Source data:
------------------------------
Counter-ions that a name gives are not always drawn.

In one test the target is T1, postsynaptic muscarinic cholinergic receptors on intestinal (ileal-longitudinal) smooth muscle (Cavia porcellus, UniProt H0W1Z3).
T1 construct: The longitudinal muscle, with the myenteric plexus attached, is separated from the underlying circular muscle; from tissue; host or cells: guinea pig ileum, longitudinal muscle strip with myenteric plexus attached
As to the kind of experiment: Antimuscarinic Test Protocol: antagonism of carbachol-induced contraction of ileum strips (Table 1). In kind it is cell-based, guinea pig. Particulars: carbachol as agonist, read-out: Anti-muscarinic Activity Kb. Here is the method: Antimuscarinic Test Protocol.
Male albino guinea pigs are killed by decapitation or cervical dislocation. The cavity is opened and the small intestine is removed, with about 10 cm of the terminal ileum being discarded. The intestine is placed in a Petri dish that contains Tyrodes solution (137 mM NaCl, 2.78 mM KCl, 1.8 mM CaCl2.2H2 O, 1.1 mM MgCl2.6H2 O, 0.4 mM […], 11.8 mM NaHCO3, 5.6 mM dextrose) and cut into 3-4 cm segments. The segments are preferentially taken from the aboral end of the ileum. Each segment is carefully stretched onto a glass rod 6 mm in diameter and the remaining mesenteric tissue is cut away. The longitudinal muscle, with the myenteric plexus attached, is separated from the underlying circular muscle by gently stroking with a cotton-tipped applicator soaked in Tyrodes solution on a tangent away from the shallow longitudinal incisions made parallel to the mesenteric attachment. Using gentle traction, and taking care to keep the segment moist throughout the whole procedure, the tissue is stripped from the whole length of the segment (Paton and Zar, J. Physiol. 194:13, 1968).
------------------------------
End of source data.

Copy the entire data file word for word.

Counter-ions that a name gives are not always drawn.

In one test the target is T1, postsynaptic muscarinic cholinergic receptors on intestinal (ileal-longitudinal) smooth muscle (Cavia porcellus, UniProt H0W1Z3).
T1 construct: The longitudinal muscle, with the myenteric plexus attached, is separated from the underlying circular muscle; from tissue; host or cells: guinea pig ileum, longitudinal muscle strip with myenteric plexus attached
As to the kind of experiment: Antimuscarinic Test Protocol: antagonism of carbachol-induced contraction of ileum strips (Table 1). In kind it is cell-based, guinea pig. Particulars: carbachol as agonist, read-out: Anti-muscarinic Activity Kb. Here is the method: Antimuscarinic Test Protocol.
Male albino guinea pigs are killed by decapitation or cervical dislocation. The cavity is opened and the small intestine is removed, with about 10 cm of the terminal ileum being discarded. The intestine is placed in a Petri dish that contains Tyrodes solution (137 mM NaCl, 2.78 mM KCl, 1.8 mM CaCl2.2H2 O, 1.1 mM MgCl2.6H2 O, 0.4 mM […], 11.8 mM NaHCO3, 5.6 mM dextrose) and cut into 3-4 cm segments. The segments are preferentially taken from the aboral end of the ileum. Each segment is carefully stretched onto a glass rod 6 mm in diameter and the remaining mesenteric tissue is cut away. The longitudinal muscle, with the myenteric plexus attached, is separated from the underlying circular muscle by gently stroking with a cotton-tipped applicator soaked in Tyrodes solution on a tangent away from the shallow longitudinal incisions made parallel to the mesenteric attachment. Using gentle traction, and taking care to keep the segment moist throughout the whole procedure, the tissue is stripped from the whole length of the segment (Paton and Zar, J. Physiol. 194:13, 1968).